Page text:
Getting the structure right at the beginning is a much easier option than trying to change it after everything has been set up. You can choose between setting up a corporate trustee and using an individual trustee. There are benefits and limitations to both, and the chances are that only one will be appropriate for your individual needs.

There are several areas where the structures differ from each other. The first is in the member and trustee requirements. A fund with an individual trustee must have two to four members only; each member of the fund must be a trustee and each trustee must be a member. Also, a member cannot be an employee of another member unless there is a family relationship.

An SMSF with a corporate trustee has one to four members; each member must be a director of the corporate trustee and each director of the corporate trustee must be a member. The employee/relative requirement is the same as the individual trustee.

A further complication occurs when the fund has a single member. In an individual trustee structure, there must be two trustees, one of whom is the fund member. If the fund member is an employee of the other trustee, they must be related to each other. With the corporate trustee structure, the corporate trustee company can have one or two directors but no more. The fund member must be the sole director, or one of the two directors, and again, the employee/relative requirement is similar.

Now to the cost. The individual trustee structure does not attract any ASIC fees, so establishment and ongoing administration fees are lower. ASIC charges a fee to register a corporate trustee initially and there are annual review fees with additional conditions. In both cases, trustees or directors cannot be paid for their services in relation to the fund.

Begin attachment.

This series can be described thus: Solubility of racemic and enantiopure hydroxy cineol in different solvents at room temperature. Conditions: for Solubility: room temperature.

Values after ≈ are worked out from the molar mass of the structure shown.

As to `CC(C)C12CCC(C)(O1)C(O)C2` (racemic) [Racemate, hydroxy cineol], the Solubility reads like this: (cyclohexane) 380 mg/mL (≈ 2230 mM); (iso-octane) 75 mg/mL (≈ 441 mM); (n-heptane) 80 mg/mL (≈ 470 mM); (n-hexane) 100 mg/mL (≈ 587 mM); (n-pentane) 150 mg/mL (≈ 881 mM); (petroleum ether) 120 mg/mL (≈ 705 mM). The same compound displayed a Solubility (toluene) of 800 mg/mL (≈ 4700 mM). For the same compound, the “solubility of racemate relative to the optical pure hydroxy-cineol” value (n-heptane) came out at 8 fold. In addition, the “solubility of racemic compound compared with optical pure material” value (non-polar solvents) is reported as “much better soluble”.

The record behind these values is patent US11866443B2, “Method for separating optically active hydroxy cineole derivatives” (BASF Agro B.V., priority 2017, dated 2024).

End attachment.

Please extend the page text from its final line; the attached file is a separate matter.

These are just the first two issues to understand and deliberate. The ownership of fund assets, the separation of assets, the penalties for breach of superannuation law and succession issues are the others. There are companies such as SMSF Assure that can assist you to set up your fund to suit your requirements. Why go it alone when there is professional assistance readily available?

Getting The Right Investment Strategy For Your SMSF

Being a trustee of a self-managed superannuation fund (SMSF) is a major responsibility and the decisions made by you as trustee will affect the retirement incomes of all members of the fund, yourself included. Since this end result may not take place for many years, getting the right investment strategy, at not only the start but right throughout the entire journey until retirement, is critical to the lifestyle you will enjoy at that juncture.